As I finished reading A Study in Scarlet, a vague and distant recollection hit me about having read a bit of Doyle’s fine detective when I was in school.
Intrigued as I was, I went through the titles of his works and found the one I was looking for!
The Speckled Band
I found an apt description about the story on this post A summary and analysis of Arthur Conan Doyle’s The Speckled Band
When I first read the story, I remember that for most part I kept thinking the gypsies we’re somehow in the act. Only towards the end is the truth revealed.
As Sherlock and Watson waited in the middle of the night, observing intently and looking for any deviation from the ordinary,
I found a parallel in the British TV Series Sherlock when they wait for the abominable bride at Carmichael house.
How shall I ever forget that dreadful vigil? I could not hear a sound, not even the drawing of a breath, and yet I knew that my companion sat open-eyed, within a few feet of me, in the same state of nervous tension in which I was myself. The shutters cut off the least ray of light, and we waited in absolute darkness.
When you see Martin Freeman acting the part of a nervous Watson, one could very well believe this excerpt from The Speckled Band be an explanation of how he was to express himself and his fright as the two waited!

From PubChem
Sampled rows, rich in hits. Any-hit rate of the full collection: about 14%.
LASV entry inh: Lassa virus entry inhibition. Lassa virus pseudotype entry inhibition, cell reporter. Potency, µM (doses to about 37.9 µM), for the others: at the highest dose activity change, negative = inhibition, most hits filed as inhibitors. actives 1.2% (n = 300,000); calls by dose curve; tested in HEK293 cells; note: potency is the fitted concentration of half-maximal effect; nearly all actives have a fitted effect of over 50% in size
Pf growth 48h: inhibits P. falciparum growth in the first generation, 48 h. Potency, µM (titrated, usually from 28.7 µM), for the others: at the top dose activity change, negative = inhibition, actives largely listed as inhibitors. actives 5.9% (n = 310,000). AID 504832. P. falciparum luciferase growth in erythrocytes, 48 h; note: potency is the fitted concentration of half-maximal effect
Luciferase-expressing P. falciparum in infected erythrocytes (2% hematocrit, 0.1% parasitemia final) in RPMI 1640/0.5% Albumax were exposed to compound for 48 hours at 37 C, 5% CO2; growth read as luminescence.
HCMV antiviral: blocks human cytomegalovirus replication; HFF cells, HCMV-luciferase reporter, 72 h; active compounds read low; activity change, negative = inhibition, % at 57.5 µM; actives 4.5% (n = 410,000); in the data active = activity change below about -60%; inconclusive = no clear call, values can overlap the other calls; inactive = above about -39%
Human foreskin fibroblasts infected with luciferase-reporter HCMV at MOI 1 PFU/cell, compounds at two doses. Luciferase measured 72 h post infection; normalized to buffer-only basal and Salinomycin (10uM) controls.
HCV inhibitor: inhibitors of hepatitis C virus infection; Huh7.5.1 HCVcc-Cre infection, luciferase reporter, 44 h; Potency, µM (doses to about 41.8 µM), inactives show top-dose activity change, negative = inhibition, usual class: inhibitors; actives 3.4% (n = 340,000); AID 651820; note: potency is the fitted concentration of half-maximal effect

“I consider that a man’s brain originally is like an empty attic, and you have to stock it with such furniture as you choose. A fool takes in all the lumber of every sort that he comes across, so that the knowledge which might be useful to him gets crowded out, or at best is jumbled up with a lot of other things so that he has a difficulty in laying his hands upon it.”
I am currently reading A Study in Scarlet. I have watched the British show Sherlock as well as the American spin-off Elementary set in contemporary Manhattan. I have also watched the two movies with Robert Downey Jr and I adore the person that Doyle has created: a classic. The characters transcend time and the ages and still speak as if making sense, years later.
I am reading the novels once again and will be quoting what I find share worthy for some time now. Like this part of a paragraph.
The shortcomings of an inefficient memory plague me from time to time and I could relate to this. Easier said than done now, isn’t it? You’ve wished so many times that you don’t want to remember that day when you embarrassed yourself in front of others. Or that you don’t want that flashback keep coming back to you when you thought your heart could never love anyone again.
And now in retrospect you realise how you’ve grown! We create memories as we go on living our unremarkable lives so that we have something to remember it by: like photographs, only that the faded blue shirt might some years feel more like grey. Only that the people change around us in these photographs- in substance and character.
We need anecdotes to tell others our stories of overcoming grief and failure, even the embarrassing moments that had us want to die only that we didn’t.
Perhaps that is why Sherlock gets away with implying that the common person fills up his mind with meaningless mumbo-jumbo. He exists in fiction- a man in the throes of deductive reasoning and we don’t find ourselves stumbling across roommates of such a peculiar bend.